The boot.py file is automatically run at startup and contains code to set up the board and finish booting. You typically don’t want to edit it. However, you can add a file called main.py if you need your own code to run at start up after the boot.py.
Type repl to open the MicroPython programing environment. The terminal will now accept Python code. For example, print hello world, outputs hello world.
Next, let’s upload a MicroPython program to control a NeoPixel LED on the ESP32. A NeoPixel is an RGB led with a built in chip (usually WS2812B or SK6812) to control color and brightness. It can be controlled using a single data line. They are often sold in strips with multiple LED’s, but for this demo a single 8mm LED is used. These single 8mm LED’s can also be daisy-chained using a single data line.
It is very easy to connect a NeoPixel to the ESP32. A 5 V pin provides power. A 1N4004 diode is used to drop the voltage from 5 V to 4.3 V which allows the NeoPixel to read the ESP32’s 3.3 V output. The ESP32 3.3 V data output needs to be at least 70% of the NeoPixel’s supply voltage. At 5 V it’s outside this range at 66% but at 4.3 V it’s good to go at 76%. A ground from the ESP32 is connected to the ground on the NeoPixel. GPIO 13 is connected to the data in. Please note that a single NeoPixel can use up to 60mA at full brightness. Therefore, if you want to run a strip of LED’s, please use an external power source to avoid damaging the board and it would be preferable to use a level shifter on the data line instead of the diode approach.
Here’s the MicroPython code to control the NeoPixel. The Pin library is very similar to the Raspberry Pi GPIO library. It lets you reference and control the ESP32 GPIO pins. The NeoPixel library drives NeoPixel LED’s and strips.
Since MicroPython is a subset of Python, it doesn’t have all the standard libraries. For example, an easy way to cycle RGB LED colors is to vary the hue between 0 and 1. This can be done with the hsv_to_rgb method which is part of the Python colorsys library. It’s not included with MicroPython, but I can just add the function I need to the code. HSV is a common cylindrical-coordinate representation of points in an RGB color model. The hsv_to_rgb function simply converts an HSV value (hue, saturation and brightness) to an RGB value (red, green, blue).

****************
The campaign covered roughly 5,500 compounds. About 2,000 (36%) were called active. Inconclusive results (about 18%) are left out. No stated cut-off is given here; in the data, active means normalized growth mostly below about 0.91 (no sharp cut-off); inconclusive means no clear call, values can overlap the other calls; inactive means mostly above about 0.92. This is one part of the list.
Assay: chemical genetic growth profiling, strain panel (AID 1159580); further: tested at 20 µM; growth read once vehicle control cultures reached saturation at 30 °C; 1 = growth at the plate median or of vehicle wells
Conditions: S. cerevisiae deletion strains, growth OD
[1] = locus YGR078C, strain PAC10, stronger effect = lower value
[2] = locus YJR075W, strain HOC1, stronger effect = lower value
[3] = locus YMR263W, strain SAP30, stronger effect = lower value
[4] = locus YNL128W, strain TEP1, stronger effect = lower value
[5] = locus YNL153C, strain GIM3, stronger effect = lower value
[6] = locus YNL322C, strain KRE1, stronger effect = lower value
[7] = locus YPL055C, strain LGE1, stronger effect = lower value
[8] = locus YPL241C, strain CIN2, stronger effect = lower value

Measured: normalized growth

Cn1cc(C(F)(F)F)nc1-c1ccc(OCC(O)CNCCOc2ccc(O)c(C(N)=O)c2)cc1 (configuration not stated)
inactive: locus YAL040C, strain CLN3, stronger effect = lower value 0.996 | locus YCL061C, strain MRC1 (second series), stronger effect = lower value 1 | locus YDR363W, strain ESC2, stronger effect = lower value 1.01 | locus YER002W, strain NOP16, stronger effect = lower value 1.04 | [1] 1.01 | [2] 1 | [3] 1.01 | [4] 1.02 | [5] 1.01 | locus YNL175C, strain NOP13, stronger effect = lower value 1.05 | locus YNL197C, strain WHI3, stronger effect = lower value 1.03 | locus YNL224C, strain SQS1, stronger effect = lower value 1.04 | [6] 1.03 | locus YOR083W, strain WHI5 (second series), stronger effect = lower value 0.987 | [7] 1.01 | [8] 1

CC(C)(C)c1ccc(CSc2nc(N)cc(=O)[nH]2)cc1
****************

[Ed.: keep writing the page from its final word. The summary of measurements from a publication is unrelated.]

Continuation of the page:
A NeoPixel is instantiated, on GPIO pin 13. One indicates the number of LED’s. Spectrum is a list to represent 2048 colors. The first range is zero to 2047 and the 2nd is 2047 to zero. A try statement to catch errors wraps the main while loop which is infinite. A for loop cycles through the color spectrum range (0 to 2047 and back to 0). Hue is set to a value from 0 to 1 (divided into 2048 steps.) NP refers to the first NeoPixel LED. In this case, there is only one. If we were using a strip we could reference other LED’s using other numbers. The hsv_to_rgb function is passed the hue, 1 for saturation and brightness is set to 15%. The np.write method sets the NeoPixel LED to the previously specified color. The loop sleeps for ten milliseconds and continues. Except is used to gracefully exit the program on ctrl-C. Finally ensures the LED is turned off on exit by setting red, green and blue to zeros.
Back in rshell type ctrl-X if you are still in the REPL to exit back to the main rshell terminal. Navigate to the folder where the program is saved. You can use cd and ls just like in a regular terminal. Then use cp to copy the program file to the ESP32 which is specified with /pyboard:
Type repl to return the REPL and type import rgb to run the rgb.py program.
Here’s a pic of the breadboard with an ESP32 and a NeoPixel.
UPDATE: ESP32-S2 set up is slightly different:
For the ESP32-S2, first put the board in boot mode by holding down the boot button and then toggling the RST (reset) button. Then release the boot button. Next confirm you have the latest version of ESPTool:
The rest of the MicroPython firmware installation is the same as above. Programming the S2 also uses the ESP32-S2’s UART which is usually connected to the micro-USB jack on most S2 boards. However, because of the new USB functionality available on the S2, I think you have to use the native USB (DFU) for rshell access. This usually requires a USB breakout cable which you can make by cutting one end off of a USB cable. The USB cable is then connected as follows:
Test the USB (DFU) connection by using dmesg and you should see ttyACM0.
Rshell can then be used on the ttyACM0 port.
Part 2 of this tutorial demonstrates MQTT protocol.
Adafruit NeoPixel UberGuide
Sipping Power with NeoPixels
MicroPython Forum a very helpful community to answer MicroPython related questions.
MicroPython-lib a great source for additional MicroPython libraries.
NeoPixel RGB LED Python Code from Video – Released 7/16/2017